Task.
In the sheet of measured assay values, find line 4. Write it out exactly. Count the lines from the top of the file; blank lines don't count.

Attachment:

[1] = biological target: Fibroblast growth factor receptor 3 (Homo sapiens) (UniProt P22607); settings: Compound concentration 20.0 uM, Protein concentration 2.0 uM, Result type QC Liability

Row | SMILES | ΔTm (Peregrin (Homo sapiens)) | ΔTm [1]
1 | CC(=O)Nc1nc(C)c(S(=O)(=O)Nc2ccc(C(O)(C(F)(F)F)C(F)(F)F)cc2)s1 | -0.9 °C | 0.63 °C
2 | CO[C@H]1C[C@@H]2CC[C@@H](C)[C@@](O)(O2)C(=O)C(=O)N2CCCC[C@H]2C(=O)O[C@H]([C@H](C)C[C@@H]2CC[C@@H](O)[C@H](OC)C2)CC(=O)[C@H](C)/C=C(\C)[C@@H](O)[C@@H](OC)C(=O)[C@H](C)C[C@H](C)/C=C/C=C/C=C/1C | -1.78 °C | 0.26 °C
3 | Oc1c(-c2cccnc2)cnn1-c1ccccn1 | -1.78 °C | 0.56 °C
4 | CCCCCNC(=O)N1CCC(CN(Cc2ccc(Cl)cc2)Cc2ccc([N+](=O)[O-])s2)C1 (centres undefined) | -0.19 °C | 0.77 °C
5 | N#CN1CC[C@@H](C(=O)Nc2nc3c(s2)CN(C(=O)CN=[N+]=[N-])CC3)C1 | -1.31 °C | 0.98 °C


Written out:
2 | CO[C@H]1C[C@@H]2CC[C@@H](C)[C@@](O)(O2)C(=O)C(=O)N2CCCC[C@H]2C(=O)O[C@H]([C@H](C)C[C@@H]2CC[C@@H](O)[C@H](OC)C2)CC(=O)[C@H](C)/C=C(\C)[C@@H](O)[C@@H](OC)C(=O)[C@H](C)C[C@H](C)/C=C/C=C/C=C/1C | -1.78 °C | 0.26 °C